They both carry some pop, if not of the regularly lethal variety. That lends itself to drama and rounds. Quillin managed to drop Wright in their fight, a tough task for everyone not named Julio Cesar Vazquez over the years, but didn’t finish him. N’Jikam has gone the distance in all of his last three, but only one of those foes had ever been stopped (and only once at that).
Oh, and they both get hit. It’s not that they mean too. It’s just that neither can really avoid it all night. Quillin is probably better defensively, and both are willing to tie up in spots, but they want to land and that means the risk of incoming. Neither man is 30 yet. The fire of youth still burns.
Put it all together and this one has the feel of a fight that few see coming. On a night where one of this generation’s best one punch killers (Randall Bailey) and this generation’s greatest action fighter (Erik Morales) will also ply their trade, both as underdogs, it would seem hard to assume anyone could better their efforts.
No assumption is made here.
It’s just a hunch.
If the hunch plays out, Sergio Martinez will have one more strong name to throw in the hat and Middleweight will have one more name to point to as a sign of a strong future.
The Weekly Ledger
But wait, there’s more…
Donaire, Rios Win Big: http://www.boxingscene.com/donaire-rios-secure-high-impact-wins-home-depot--58162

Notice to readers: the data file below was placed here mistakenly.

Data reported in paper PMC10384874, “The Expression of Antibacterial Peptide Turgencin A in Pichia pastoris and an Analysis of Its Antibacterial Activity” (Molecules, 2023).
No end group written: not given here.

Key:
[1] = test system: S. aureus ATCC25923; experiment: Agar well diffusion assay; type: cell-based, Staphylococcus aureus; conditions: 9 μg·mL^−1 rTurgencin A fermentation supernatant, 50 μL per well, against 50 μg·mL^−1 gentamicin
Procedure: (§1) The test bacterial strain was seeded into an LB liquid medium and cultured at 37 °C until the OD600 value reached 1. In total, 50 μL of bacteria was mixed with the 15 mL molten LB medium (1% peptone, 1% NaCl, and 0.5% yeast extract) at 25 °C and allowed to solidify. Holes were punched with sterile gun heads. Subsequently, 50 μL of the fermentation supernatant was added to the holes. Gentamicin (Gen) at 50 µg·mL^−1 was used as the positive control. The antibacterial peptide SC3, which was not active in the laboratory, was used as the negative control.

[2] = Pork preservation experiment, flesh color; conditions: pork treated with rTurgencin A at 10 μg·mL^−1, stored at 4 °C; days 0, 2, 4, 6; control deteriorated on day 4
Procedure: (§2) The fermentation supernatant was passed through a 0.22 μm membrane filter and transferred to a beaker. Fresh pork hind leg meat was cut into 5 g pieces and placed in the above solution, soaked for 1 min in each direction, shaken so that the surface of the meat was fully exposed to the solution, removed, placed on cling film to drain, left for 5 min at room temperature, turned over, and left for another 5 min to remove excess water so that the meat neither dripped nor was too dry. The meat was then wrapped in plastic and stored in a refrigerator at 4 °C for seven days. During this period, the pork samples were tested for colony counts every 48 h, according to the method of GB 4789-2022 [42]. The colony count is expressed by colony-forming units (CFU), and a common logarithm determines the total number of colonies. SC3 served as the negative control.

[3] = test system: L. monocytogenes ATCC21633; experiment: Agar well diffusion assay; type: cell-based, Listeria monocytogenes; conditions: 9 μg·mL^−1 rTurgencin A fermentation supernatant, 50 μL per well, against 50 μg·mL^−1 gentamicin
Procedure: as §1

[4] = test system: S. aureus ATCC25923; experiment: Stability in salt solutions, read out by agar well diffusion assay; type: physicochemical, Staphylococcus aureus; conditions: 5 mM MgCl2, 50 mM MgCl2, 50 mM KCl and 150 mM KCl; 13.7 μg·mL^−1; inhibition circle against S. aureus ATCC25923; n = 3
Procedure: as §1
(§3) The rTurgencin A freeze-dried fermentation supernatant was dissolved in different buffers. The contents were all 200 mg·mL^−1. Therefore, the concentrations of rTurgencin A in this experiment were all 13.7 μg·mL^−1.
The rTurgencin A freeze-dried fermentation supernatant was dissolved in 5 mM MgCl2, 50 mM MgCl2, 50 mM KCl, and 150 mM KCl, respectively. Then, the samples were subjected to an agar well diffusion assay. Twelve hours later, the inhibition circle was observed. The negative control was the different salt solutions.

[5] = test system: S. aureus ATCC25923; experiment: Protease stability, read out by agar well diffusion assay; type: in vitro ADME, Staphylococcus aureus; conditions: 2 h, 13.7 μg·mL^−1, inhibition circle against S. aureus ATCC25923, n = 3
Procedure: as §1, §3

Pedraza Continues to Climb: http://www.boxingscene.com/jose-pedraza-continues-his-climb-through-ranks--58164
Picks of the Week: http://www.boxingscene.com/boxingscenecoms-television-picks-week--58272
Cliff’s Notes… There will be readers who take exception to the idea that Erik Morales is his generation’s premiere action fighter. In this Hall of Fame voting season, there will be those who say, “Wait, Gatti.” They’re wrong. Period…Orlando Cruz’s decision to come out has resulted in more press for a Telemundo show than any in recent memory. Brave personal decisions can also be good business. It’s not mutually exclusive…Nonito Donaire versus Jorge Arce anywhere, but especially Mexico, is good business. It’s still not a good fight. In this case, it is mutually exclusive…The idea that what fighters like Brandon Rios do is not a skill is bizarre. Sure, he and Alvarado got hit, but watch again. They manage to not get hit often as well. It’s not an accident…Glen Johnson-George Groves isn’t a great idea for the old man but it’s a great career progression step for Groves. See above…David Haye-Vitali Klitschko is in chatter again. It makes too much money not to happen if Vitali continues. Here’s a big question though: if, and it’s a big IF, Haye doesn’t stub his toe or get a hangnail or something and wins the fight, does the world brace for Haye-Wladimir II?
Cliff Rold is the Managing Editor of BoxingScene and a member of the Yahoo Pound for Pound voting panel and the Boxing Writers Association of America. He can be reached at firstname.lastname@example.org